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State of Emergency continues in several southern Alberta communities

CALGARY – Numerous communities throughout southern Alberta have declared a state of emergency amid concerns over flooding.

Areas under a State of Emergency

MD of Taber, Town of Magrath, Fort Macleod, Coaldale, Medicine Hat and the Blood Tribe Reserve.

Scroll down for more details:

MD of Taber

The Municipal District of Taber declared a State of Local Emergency at 10:45 a.m. on Thursday, June 19th, due to overland flooding.

No evacuations are expected.

Visit their website or Twitter for more details.

Town of Magrath

The Town of Magrath declared a State of Local Emergency at 10:27 a.m. on Thursday, June 19th due to excessive rainfall and associated flooding.

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The Town’s drinking water is fine, however, the public is requested to minimize sanitary sewer usage.

On Friday, officials issued on a mandatory restriction on all car washes and laundry facilities, and shut down the local swimming pool.

Visit its website for more information.

Fort Macleod

The Town of Fort Macleod declared a State of Emergency at 8:50 p.m. on Wednesday, June 18th.

Visit their Website or Facebook for more details.

Coaldale

A local State of Emergency was declared in the Town of Coaldale at 1:30 a.m. on Wednesday. Several homes in the community are reported to have sewer backup and flooding.

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Flooding south of coaldale. Photo taken Thursday, June 19th, 2014. Darlene
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Flooding south of coaldale. Photo taken Thursday, June 19th, 2014. Supplied by Darlene, Global News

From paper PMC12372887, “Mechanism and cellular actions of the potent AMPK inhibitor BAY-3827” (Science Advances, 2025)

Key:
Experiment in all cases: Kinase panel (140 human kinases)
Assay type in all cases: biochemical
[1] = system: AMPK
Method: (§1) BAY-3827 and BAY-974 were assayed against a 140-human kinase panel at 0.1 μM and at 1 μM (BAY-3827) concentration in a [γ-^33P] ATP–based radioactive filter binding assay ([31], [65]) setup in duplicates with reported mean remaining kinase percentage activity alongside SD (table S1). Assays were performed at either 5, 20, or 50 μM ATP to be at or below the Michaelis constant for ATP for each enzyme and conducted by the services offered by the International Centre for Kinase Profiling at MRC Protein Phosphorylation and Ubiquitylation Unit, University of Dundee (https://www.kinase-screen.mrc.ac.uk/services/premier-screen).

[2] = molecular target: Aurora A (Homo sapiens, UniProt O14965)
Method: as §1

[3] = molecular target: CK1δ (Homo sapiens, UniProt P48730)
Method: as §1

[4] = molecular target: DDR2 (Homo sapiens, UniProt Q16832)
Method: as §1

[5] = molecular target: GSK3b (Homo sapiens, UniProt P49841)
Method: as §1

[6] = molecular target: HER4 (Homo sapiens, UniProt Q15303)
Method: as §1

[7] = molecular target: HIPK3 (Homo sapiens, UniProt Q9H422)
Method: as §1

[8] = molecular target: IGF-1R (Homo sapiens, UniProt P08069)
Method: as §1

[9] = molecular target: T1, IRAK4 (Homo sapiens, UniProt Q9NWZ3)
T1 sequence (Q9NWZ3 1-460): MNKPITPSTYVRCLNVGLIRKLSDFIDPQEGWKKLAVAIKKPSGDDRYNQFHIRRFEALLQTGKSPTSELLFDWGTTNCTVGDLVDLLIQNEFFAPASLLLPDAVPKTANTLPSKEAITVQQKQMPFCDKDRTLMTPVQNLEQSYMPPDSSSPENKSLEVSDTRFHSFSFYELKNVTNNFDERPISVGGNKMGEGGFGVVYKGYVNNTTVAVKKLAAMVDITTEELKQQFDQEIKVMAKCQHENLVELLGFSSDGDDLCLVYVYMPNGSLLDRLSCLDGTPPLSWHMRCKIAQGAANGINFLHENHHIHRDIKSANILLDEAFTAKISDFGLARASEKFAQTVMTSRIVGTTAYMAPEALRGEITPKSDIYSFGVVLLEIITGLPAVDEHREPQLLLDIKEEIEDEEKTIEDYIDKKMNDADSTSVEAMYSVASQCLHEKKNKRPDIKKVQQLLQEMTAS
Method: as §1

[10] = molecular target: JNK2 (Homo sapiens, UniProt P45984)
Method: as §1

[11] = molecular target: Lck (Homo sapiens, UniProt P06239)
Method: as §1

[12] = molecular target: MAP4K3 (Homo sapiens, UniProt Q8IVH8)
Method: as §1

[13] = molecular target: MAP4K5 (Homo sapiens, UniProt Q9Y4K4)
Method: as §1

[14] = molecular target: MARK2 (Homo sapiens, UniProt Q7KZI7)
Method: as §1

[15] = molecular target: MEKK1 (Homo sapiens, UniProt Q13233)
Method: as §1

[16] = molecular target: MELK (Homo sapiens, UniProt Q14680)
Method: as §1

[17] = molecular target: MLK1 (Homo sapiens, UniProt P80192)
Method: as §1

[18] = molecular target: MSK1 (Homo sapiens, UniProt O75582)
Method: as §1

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Coalhurst. Courtesy of Shaunna Zonta.
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Copperwood, in Lethbridge. Courtesy of Sakeah James Kotuah.
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Highway 511. Courtesy of Werner J Dressler.
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Highway 511. Courtesy of Werner J Dressler.
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Taber. Courtesy of John Zacharias.
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Coaldale. Courtesy of Kristen Riemann.
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Old Man River. Courtesy of Tori AnnMarie. Courtesy: Tori AnnMarie

Medicine Hat

The city of Medicine Hat declared a State of Local Emergency on Tuesday, June 17th.

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As of Sunday, the South Saskatchewan River was flowing at 2,385 m³/s.

Officials say that level is far below what the river peaked at during flooding in 2013.

This year’s peak river flow was recorded at 1 a.m. on Sunday, June 22, 2014 at 2,980 m³/s.

Visit its website, Facebook or Twitter pages for more details.

Blood Tribe Reserve

A State of Local Emergency remains in effect.

About 435 people have been evacuated, but only 96 homes were impacted by flooding. The rest of the homes were evacuated due to leaks in roofs, windows and doors.

The Red Cross has moved in to help affected residents.

On Friday, efforts shifted into recovery mode.

For anyone that would like to contribute food items, clothing, and monetary donations to the Blood Tribe flood victims, you can contact Tia Fox at the Blood Tribe Food Bank at 403-360-9147 or 403-737-2888.

Visit their Facebook page for more information.

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Flooding at the Blood Tribe Reserve. Photo taken on June 19, 2014. Global News/Sarolta Saskiw
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Flooding at the Blood Tribe Reserve. Photo taken on June 19, 2014. Global News/Sarolta Saskiw
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Flooding at the Blood Tribe Reserve. Photo taken on June 19, 2014. Global News/Sarolta Saskiw

CLICK HERE for more details on advisories and warnings currently in place in Alberta.

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